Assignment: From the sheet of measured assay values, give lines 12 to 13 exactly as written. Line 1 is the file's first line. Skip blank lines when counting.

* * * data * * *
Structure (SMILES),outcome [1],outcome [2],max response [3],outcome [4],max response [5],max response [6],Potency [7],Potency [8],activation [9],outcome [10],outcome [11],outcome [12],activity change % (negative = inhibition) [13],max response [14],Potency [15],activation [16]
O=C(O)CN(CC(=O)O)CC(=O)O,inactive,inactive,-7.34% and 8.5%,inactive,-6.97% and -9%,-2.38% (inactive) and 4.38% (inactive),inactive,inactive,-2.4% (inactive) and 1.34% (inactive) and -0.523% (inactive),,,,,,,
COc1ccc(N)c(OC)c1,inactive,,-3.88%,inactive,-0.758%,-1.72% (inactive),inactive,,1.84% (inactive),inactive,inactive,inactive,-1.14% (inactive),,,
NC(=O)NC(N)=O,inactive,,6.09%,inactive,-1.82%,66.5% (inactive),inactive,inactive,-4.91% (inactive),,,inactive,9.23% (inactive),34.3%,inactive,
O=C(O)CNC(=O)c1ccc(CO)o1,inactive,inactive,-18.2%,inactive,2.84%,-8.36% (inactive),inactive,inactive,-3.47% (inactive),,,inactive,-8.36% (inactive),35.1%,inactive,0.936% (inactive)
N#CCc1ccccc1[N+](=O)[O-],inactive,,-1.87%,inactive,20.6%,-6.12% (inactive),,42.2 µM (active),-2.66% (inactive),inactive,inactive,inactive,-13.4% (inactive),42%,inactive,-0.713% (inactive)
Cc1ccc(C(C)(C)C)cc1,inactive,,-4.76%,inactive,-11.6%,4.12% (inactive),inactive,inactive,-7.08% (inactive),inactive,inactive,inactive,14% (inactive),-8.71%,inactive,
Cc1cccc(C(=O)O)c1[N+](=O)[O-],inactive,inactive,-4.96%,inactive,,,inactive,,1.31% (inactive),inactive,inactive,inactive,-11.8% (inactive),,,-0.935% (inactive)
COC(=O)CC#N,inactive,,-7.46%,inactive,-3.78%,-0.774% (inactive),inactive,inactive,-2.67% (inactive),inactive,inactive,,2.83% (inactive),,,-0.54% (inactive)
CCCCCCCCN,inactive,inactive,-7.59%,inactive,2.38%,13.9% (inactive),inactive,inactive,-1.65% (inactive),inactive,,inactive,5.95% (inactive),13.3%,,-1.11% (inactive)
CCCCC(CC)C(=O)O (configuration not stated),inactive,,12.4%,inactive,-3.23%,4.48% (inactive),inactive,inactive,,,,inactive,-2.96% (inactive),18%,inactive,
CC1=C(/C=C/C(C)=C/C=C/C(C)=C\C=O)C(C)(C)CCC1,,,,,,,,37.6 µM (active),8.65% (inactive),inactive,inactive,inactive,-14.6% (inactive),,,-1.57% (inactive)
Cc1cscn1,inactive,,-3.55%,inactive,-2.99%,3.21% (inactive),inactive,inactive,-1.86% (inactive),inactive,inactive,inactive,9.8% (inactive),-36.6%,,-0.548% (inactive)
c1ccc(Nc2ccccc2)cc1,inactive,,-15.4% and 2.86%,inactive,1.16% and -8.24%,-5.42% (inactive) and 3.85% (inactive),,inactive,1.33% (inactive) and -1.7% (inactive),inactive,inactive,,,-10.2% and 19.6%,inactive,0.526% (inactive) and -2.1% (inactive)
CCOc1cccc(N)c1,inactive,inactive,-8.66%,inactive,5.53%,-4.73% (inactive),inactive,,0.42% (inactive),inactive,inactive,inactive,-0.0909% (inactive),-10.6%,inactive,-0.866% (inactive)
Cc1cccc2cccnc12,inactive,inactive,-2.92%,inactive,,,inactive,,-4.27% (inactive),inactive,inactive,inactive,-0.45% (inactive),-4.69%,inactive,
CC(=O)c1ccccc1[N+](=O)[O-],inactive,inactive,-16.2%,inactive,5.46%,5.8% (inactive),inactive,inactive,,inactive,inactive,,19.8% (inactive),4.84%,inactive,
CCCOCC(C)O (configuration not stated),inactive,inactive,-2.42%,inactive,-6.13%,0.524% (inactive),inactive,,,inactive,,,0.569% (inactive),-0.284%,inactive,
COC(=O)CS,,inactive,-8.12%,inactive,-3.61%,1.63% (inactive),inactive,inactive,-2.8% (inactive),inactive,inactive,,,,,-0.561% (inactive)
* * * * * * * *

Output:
CC1=C(/C=C/C(C)=C/C=C/C(C)=C\C=O)C(C)(C)CCC1,,,,,,,,37.6 µM (active),8.65% (inactive),inactive,inactive,inactive,-14.6% (inactive),,,-1.57% (inactive)
Cc1cscn1,inactive,,-3.55%,inactive,-2.99%,3.21% (inactive),inactive,inactive,-1.86% (inactive),inactive,inactive,inactive,9.8% (inactive),-36.6%,,-0.548% (inactive)